TLC Loves… being super-productive

When running your own business, getting the most out of your working hours – and those of your team – can have a real impact on the bottom line.

There’s a huge amount of science out there about productivity, so here is some food for thought on how you could work smarter, not harder.

Every journey starts with a single step

According to clever scientists, just getting started can be the biggest barrier to getting things done. The brain doesn’t like to leave things unfinished, so even though you will probably try to distract yourself with a thousand little things before tackling the big hairy project you should be doing, if you just get it underway you’ll be more likely to be successful.

More work doesn’t equal more productivity

A US Army study on productivity calculated that the optimum amount of time we can work at peak rate is 90 minutes. A 15-20 minute break is then needed to let the brain decompress and recharge ready for the next effort.

Another well-known approach is the Pomodoro technique, where you work for concentrated blocks of 25 minutes, with a five minute break in between. After four of those blocks you take a longer break.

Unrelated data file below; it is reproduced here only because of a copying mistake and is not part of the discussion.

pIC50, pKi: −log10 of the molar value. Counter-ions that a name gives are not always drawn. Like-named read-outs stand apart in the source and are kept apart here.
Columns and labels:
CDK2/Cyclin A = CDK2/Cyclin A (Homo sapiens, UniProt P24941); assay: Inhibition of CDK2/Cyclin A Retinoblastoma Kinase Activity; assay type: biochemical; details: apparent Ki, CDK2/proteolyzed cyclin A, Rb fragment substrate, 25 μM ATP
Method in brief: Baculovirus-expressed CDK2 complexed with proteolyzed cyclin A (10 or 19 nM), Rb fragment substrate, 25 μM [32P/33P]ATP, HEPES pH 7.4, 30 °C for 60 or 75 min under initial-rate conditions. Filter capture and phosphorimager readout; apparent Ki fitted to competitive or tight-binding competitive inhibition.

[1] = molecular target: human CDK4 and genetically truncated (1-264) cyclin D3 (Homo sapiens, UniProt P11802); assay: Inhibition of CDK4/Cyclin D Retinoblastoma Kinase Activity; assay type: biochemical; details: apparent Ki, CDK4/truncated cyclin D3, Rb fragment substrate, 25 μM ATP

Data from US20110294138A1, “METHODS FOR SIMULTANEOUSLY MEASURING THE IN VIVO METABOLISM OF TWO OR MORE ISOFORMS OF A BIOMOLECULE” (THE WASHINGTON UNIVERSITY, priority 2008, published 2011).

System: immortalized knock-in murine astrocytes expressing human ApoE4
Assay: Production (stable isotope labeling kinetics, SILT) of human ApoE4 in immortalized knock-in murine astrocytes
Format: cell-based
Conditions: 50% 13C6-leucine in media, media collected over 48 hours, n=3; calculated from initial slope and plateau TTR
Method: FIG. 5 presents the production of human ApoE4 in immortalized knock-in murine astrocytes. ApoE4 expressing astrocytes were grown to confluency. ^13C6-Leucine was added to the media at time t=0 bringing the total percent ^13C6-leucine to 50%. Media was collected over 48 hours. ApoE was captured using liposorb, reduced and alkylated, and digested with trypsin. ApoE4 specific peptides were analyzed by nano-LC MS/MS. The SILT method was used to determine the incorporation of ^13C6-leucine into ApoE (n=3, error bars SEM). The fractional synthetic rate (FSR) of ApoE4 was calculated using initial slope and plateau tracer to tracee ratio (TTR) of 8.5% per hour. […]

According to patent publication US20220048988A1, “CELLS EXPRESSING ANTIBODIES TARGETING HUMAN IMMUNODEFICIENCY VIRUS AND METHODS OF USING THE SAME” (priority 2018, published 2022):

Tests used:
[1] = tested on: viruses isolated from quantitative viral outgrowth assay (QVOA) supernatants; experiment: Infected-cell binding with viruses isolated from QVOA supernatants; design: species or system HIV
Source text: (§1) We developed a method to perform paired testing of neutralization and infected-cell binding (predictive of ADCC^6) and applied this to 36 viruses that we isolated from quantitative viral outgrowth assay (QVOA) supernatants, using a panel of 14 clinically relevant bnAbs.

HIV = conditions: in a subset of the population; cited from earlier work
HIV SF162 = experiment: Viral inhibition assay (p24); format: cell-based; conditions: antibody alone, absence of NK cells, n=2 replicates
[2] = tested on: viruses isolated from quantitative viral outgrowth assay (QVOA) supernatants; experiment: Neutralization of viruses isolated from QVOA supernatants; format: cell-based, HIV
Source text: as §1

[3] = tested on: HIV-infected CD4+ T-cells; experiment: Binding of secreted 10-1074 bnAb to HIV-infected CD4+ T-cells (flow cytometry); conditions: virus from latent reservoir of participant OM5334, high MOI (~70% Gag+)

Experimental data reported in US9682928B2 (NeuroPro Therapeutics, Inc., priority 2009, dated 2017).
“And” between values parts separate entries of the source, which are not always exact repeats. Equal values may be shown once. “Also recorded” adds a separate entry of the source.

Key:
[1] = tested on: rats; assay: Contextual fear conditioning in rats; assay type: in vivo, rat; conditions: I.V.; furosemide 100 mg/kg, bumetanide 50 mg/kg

Try a work timer like Focus Booster, or if you prefer to have music or sounds to help you concentrate (and there’s research to back up the powerful effects of that too) then try Brain.FM.

Deadlines help get things done

You know that task you keep moving to the bottom of your to-do list? It’s probably because it doesn’t have a deadline. To get things done you need a sense of urgency and a way of prioritising different tasks.

Even if there’s no specific deadline for a task, set one so that it doesn’t hang around like a bad smell. You’ll get lots of satisfaction from ticking it off! (For the ultimate ticking-off satisfaction, try out Asana, which occasionally heralds completed tasks with a flying narwhal.)

You have one job…

Or put another way, multi-tasking is the enemy of productivity. Over and over again research has proved that concentrating on one thing is far better than trying to juggle many, so turn off your notifications, log out of your emails, and gift yourself dedicated time for the one major thing you need to get done.

It’s something the TLC team have been trying, and we’ve really found it helps. There’s nothing worse than getting part-way through reviewing someone’s numbers and having to answer a question from a colleague which breaks your flow!

This Huffpost article (containing more useful tips) described productivity as about: “excelling at the tasks that generate the most value not doing the most tasks,”. With that in mind, what are you going to do differently so you can get more done? TL

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